Professor Joel Johnson Referenced in "Psychologist, Professor Urge High Court to Construe Identity Theft Statute Narrowly" -- Mealey's Litigation Report
Professor Joel S. Johnson's Supreme Court amicus brief argument in Dubin v. United States is summarized in the Mealey's Litigation Report: Insurance Fraud article, "Psychologist, Professor Urge High Court to Construe Identity Theft Statute Narrowly."
Excerpt from "Psychologist, Professor Urge High Court to Construe Identity Theft Statute Narrowly"
Johnson cites his interest as amicus curiae as "the sound construction of federal statutes." He calls the Fifth Circuit's construction of Section 1028A "overly broad and indeterminate." Johnson encourages the Supreme Court to avoid "unconstitutional vagueness."
The professor differentiates vagueness avoidance and constitutional avoidance. The latter concerns "tools of interpretation triggered by ambiguity" that arise "when a term can be fairly understood to have two or more discrete semantic meanings." By contrast, Johnson says that vagueness "refers to indeterminate language that is open to practically innumerable possible applications and cannot be resolved through mere interpretation."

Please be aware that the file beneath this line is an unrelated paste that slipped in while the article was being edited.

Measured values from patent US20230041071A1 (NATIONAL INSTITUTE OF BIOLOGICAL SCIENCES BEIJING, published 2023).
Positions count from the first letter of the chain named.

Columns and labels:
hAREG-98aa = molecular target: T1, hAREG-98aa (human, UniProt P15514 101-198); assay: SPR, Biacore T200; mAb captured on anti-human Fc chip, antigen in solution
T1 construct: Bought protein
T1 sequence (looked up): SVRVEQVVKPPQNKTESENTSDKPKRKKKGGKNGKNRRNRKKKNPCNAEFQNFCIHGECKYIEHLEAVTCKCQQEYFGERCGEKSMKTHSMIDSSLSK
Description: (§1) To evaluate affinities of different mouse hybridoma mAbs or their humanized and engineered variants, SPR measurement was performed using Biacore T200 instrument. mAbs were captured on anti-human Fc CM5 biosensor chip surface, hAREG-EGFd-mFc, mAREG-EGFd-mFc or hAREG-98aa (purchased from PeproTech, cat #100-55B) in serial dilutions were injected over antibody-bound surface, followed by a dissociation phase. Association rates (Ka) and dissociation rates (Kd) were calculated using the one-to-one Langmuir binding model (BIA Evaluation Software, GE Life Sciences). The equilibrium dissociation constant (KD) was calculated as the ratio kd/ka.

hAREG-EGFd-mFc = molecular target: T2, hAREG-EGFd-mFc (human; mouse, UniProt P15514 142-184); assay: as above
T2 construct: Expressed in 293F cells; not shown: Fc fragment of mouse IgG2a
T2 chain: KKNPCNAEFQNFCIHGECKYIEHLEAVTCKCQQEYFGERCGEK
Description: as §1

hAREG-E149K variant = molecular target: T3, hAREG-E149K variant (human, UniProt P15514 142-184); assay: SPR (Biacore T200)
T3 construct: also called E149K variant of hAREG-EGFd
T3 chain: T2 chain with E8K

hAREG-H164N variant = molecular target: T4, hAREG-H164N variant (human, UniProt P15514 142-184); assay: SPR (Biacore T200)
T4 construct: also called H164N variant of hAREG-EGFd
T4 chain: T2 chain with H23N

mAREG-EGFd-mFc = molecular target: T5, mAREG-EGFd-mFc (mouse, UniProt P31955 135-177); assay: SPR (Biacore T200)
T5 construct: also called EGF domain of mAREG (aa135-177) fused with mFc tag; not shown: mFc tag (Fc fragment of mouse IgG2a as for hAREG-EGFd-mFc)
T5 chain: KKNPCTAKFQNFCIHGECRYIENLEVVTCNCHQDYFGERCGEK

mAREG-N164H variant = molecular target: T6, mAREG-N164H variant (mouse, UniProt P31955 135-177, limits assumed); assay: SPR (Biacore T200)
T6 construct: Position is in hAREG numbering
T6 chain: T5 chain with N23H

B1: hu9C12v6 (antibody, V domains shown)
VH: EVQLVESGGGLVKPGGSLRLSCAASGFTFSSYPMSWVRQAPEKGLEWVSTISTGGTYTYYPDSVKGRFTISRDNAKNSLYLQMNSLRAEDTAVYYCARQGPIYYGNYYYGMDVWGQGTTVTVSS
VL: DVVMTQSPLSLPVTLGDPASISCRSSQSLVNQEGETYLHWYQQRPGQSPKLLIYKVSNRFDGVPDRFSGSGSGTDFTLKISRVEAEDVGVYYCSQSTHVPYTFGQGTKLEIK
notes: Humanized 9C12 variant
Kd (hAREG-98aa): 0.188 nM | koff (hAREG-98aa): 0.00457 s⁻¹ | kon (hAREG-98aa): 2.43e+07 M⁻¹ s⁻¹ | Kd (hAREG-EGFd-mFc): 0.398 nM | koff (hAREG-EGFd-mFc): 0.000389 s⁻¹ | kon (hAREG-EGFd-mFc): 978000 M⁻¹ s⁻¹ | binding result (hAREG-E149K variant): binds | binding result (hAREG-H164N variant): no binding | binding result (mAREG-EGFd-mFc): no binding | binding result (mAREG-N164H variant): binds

To avoid vagueness, Johnson states that a court must craft "a narrow construction of the text that encompasses an identifiable core while exercising its indeterminate peripheries." Vagueness avoidance "promotes the separation of powers, the principle of legality, and the modern methodological commitment to implementing the legislative will," the amicus argues.
The complete article may be found at Mealey's Litigation Report: Insurance Fraud